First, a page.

Cocoon Galaxy (NGC 4490 & NGC 4485) -- Galaxies in Canes Venatici
The Cocoon
Halton Arp published an “Atlas of Peculiar Galaxies” in 1966.  Most of the 338 galaxies in the
Atlas belong to the realm of big Dobsonian Telescopes under dark skies.  But not all.

The Arp objects numbered from 269 to 327 are double galaxies, many of which are currently
interacting with each other. A prime example of one that is within reach of modest-sized
amateur telescopes, under suburban skies, is the Cocoon Galaxy (Arp number 269).  

You will get no argument from me that familiarity with the Cocoon Galaxy, as gleamed from
observing with my 18-inch Dobsonian away from the city, provided me with what details to
look for, when attempting to draw these two galaxies using my 6-inch refractor from the
backyard.  At magnitudes 9.8 & 11.9 and separated by 3.5 arcminutes the pair needs a
good transparent night to tackle in the refractor.  The early morning on Valentine’s Day, after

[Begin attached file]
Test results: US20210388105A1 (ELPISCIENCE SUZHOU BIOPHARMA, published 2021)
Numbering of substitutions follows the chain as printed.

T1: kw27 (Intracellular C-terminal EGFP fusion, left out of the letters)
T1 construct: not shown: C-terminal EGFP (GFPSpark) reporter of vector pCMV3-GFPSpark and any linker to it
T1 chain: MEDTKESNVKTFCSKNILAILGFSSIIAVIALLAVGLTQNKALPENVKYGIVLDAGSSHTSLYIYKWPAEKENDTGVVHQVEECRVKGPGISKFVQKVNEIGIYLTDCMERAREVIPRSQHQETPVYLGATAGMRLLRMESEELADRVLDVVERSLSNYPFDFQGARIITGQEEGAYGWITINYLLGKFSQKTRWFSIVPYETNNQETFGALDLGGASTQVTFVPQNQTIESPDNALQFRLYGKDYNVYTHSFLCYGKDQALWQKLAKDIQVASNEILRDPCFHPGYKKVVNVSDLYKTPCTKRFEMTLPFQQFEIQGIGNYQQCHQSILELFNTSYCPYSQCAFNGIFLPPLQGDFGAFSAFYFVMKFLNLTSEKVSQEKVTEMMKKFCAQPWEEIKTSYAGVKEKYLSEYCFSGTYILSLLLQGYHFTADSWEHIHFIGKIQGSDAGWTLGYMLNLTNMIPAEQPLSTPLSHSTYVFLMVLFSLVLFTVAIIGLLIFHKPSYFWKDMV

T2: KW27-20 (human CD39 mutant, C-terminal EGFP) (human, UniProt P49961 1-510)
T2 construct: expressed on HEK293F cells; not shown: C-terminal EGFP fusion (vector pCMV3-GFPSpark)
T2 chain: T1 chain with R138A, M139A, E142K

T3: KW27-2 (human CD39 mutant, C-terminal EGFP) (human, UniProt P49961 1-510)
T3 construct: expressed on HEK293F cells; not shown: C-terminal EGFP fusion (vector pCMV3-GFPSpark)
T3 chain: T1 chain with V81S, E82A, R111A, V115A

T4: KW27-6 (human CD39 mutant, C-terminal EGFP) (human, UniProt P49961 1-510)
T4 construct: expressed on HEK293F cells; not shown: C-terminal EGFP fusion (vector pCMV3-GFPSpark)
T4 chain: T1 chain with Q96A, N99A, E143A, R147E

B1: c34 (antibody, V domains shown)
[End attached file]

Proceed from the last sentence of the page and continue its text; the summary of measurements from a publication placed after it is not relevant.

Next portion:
the moon had set, was perfect.

The brighter and larger of the galaxy-pair, NGC 4490, stood out well at 109x magnification;
showing a distinct nucleus in the elongated spiral-galaxy.  The smaller and dimmer NGC 4485
was also not difficult but took a little bit more effort to see (a magnitude 12 galaxy is really
pushing the limits in the refractor from the backyard).  The real challenge was to make out the
Tidal Warp in NGC 4490 that is directed towards NGC 4485.  I was surprised that it also could
be seen using the refractor – but having said that -- it was not without some effort and time at the